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Who's time just ran out?

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1996-05-28 Daily Mail.jpg

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Dr Who (BBC1); The Empty Quarter (BBC2)


SOMEONE has to say it and, at the risk of being deluged with letters, it might as well be me. This obsession with Dr Who is a personality disorder which strikes at the roots of our national life.

I thought we had got it out of our system. I thought that, after indulging ourselves for years, we had kicked the habit. Last night we went back.

'Who am I?' asked Paul McGann, the latest patsy from the actors' union to take on the part. Nobody else could tell him, so he had to work out the answer himself. 'I know who I am. I am ... The Doctor!'

It was like a bad memory of childhood. I thought this absurdly inflated character had achieved his final resting place as a line in a knock-knock joke. Seeing the Tardis again, in a vulgar American reincarnation, was too depressing for words. Do we never grow up?

Most successful television shows outstay their welcome. That is the nature of the medium. But with Dr Who, the desire to sustain a product beyond the term of its natural life has reached psychotic proportions.

In the Sixties it was a fine show, harmless escapism for the under-tens. I too went around school playgrounds zapping my enemies and saying 'I ... am ... a ... dalek.'

Then it deteriorated. Nothing wrong with that. Everything deteriorates sooner or later. What was wrong — or, at the very least, pathetic — was the way the BBC people refused to bow to the inevitable. They deluded themselves that Dr Who was one of those mythic characters, like Hamlet or Sherlock Holmes, which can be reinterpreted again and again for successive generations.

In reality the character has no mythic qualities. It is only its ability to travel to and fro in time which makes it more interest-worthy than the conductor of a No.88 bus. As Paul McGann floundered last night, hamming up his lines because they were so rotten they had to be hammed, the hollowness of the character was pitifully exposed.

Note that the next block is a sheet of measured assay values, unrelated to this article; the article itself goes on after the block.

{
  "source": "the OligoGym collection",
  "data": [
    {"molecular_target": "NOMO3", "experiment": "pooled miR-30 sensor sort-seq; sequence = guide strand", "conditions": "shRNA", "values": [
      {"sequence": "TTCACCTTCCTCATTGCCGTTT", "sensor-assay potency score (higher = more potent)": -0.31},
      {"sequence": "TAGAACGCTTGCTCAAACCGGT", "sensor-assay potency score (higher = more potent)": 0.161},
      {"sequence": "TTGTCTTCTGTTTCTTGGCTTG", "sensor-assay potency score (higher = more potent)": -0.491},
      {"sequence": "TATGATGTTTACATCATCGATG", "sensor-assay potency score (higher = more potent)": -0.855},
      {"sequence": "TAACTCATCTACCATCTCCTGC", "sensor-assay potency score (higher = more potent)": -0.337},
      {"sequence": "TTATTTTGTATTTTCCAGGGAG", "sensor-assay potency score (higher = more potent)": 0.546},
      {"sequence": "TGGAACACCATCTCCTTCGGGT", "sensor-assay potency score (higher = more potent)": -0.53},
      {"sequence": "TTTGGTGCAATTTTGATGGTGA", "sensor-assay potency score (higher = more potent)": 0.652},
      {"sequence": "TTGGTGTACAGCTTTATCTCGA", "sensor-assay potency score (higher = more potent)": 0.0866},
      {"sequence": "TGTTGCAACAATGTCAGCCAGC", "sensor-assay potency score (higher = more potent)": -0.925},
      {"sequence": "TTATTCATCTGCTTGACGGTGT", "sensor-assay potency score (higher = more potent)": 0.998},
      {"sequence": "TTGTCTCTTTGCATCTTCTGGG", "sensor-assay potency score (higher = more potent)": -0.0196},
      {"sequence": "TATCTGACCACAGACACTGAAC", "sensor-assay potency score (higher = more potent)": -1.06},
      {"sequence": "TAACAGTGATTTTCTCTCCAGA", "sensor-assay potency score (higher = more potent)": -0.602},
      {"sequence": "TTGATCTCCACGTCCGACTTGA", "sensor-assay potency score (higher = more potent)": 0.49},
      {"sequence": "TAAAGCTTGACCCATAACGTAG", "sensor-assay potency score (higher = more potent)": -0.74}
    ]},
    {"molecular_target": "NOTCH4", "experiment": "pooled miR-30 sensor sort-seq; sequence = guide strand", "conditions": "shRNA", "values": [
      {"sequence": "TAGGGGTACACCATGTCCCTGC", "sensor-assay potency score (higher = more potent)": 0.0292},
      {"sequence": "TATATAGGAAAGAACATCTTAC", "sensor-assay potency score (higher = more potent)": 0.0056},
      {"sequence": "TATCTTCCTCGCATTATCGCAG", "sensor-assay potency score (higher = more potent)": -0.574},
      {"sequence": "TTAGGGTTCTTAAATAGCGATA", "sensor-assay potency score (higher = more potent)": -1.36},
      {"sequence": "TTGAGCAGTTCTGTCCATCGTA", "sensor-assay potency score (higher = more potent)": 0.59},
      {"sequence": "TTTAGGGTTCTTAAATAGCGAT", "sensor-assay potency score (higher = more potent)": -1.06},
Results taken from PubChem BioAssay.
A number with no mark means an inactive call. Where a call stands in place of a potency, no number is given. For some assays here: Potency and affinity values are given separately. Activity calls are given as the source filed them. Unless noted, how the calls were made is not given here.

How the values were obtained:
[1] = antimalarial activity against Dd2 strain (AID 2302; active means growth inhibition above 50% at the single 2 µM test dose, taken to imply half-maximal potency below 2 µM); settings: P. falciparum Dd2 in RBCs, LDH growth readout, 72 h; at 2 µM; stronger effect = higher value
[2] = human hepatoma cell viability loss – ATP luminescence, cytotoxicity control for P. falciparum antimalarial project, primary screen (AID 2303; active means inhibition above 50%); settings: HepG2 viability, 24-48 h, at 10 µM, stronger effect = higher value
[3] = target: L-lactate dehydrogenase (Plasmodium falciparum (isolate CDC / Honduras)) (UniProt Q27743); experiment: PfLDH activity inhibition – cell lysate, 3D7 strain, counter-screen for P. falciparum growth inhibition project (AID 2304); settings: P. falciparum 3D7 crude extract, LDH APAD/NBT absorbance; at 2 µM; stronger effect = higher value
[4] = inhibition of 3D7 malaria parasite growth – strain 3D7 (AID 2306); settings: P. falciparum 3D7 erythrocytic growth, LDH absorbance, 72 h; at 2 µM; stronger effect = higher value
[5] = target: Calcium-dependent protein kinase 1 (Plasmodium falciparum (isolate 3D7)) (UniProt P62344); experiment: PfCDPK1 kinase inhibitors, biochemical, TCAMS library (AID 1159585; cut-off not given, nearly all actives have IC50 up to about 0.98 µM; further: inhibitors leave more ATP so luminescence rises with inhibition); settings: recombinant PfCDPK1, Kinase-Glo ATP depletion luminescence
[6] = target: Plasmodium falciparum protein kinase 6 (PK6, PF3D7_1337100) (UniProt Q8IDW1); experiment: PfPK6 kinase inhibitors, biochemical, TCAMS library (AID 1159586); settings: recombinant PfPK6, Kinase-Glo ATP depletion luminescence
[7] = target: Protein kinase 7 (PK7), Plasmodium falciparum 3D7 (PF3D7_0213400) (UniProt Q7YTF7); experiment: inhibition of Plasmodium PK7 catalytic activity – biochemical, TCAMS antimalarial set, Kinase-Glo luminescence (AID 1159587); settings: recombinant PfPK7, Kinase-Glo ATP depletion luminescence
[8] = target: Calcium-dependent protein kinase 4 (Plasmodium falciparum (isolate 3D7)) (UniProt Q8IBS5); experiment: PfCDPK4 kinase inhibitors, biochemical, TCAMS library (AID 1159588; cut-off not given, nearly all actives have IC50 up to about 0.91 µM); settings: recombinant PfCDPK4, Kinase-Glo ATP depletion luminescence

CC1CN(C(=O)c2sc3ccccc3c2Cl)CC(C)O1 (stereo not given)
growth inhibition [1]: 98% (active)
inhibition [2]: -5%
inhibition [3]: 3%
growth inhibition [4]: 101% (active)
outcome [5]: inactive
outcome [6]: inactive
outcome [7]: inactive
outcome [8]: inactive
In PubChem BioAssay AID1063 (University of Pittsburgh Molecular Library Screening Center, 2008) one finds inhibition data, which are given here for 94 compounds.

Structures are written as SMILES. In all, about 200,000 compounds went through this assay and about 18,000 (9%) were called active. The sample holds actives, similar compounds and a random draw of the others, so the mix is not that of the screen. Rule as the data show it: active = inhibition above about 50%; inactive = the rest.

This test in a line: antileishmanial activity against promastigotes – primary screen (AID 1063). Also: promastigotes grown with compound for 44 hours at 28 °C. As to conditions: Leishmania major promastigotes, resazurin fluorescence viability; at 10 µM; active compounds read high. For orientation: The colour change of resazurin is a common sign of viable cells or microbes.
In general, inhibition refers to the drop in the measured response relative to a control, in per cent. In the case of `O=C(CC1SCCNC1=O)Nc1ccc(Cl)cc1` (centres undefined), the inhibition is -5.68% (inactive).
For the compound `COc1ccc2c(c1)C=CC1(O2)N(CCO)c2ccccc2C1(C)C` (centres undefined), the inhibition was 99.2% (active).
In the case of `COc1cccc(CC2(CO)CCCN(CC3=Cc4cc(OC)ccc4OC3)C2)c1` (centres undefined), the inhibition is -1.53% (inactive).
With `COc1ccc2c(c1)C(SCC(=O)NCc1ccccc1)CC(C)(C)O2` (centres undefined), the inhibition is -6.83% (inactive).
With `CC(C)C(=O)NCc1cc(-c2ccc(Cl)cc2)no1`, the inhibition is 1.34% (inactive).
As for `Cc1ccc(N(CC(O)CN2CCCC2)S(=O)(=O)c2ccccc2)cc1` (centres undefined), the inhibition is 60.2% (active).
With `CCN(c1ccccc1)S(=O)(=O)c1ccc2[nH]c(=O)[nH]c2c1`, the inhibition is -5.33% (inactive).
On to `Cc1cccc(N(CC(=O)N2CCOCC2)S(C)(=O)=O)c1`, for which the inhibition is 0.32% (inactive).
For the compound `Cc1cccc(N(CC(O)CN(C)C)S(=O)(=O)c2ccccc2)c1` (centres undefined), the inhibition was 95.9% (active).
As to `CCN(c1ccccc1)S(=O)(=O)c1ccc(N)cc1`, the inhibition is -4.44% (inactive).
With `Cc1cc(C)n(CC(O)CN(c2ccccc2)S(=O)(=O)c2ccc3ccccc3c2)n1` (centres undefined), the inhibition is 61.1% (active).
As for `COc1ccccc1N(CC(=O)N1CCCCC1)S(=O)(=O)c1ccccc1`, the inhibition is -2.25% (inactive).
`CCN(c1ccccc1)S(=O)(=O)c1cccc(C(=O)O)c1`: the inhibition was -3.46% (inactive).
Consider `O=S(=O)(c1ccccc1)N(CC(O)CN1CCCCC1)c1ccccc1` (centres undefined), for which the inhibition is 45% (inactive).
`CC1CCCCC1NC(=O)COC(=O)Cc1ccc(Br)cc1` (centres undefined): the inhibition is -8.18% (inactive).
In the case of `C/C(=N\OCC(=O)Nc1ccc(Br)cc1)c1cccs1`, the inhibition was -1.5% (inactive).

A token blonde was thrown into the stew but, bar a whimsical scene at the opera, added nothing to the flavour. The show relied, like so much Hollywood science-fiction, on its special effects. They were pretty good, technically, but where was the magic?

I hankered, as I am sure many viewers did, for that Dr Who of happy memory, where the special effects were achieved by sticking tinfoil onto cardboard but, because they were new, had power to enchant.

The moral was inescapable. In the shifting world of television, not even a Time Lord can cheat time. The show should have been given a decent burial years ago and spared us last night's botched attempt at grave-robbing.

DEFENDERS of this sort of trash would probably say that, as we know our own planet inside out, only travel in time and space offers the viewer any real sense of adventure.

The fallacy of that argument was exposed by a marvellous travelogue on BBC2 last night. The Empty Quarter saw Sandy Gall riding across the Arabian desert on a camel. The idea was to follow in the footsteps — or should I say the hoofprints? — of the great Wilfred Thesiger. But this was no dry exercise in antiquarianism. The journey was not dry at all.

First, Gall risked the wrath of his Arab hosts by taking surreptitious slugs of whisky. Then he ran into another problem — rain. The man who dodged the bullets in Afghanistan had a new scoop on his hands: Umbrella needed in desert shock!

The show was a delight from start to finish, and a lesson in what you can do without a Tardis.

Disclaimer: These citations are created on-the-fly using primitive parsing techniques. You should double-check all citations. Send feedback to whovian@cuttingsarchive.org

  • APA 6th ed.: Davidson, Max (1996-05-28). Who's time just ran out?. Daily Mail p. 43.
  • MLA 7th ed.: Davidson, Max. "Who's time just ran out?." Daily Mail [add city] 1996-05-28, 43. Print.
  • Chicago 15th ed.: Davidson, Max. "Who's time just ran out?." Daily Mail, edition, sec., 1996-05-28
  • Turabian: Davidson, Max. "Who's time just ran out?." Daily Mail, 1996-05-28, section, 43 edition.
  • Wikipedia (this article): <ref>{{cite news| title=Who's time just ran out? | url=http://cuttingsarchive.org/index.php/Who%27s_time_just_ran_out%3F | work=Daily Mail | pages=43 | date=1996-05-28 | via=Doctor Who Cuttings Archive | accessdate=13 December 2019 }}</ref>
  • Wikipedia (this page): <ref>{{cite web | title=Who's time just ran out? | url=http://cuttingsarchive.org/index.php/Who%27s_time_just_ran_out%3F | work=Doctor Who Cuttings Archive | accessdate=13 December 2019}}</ref>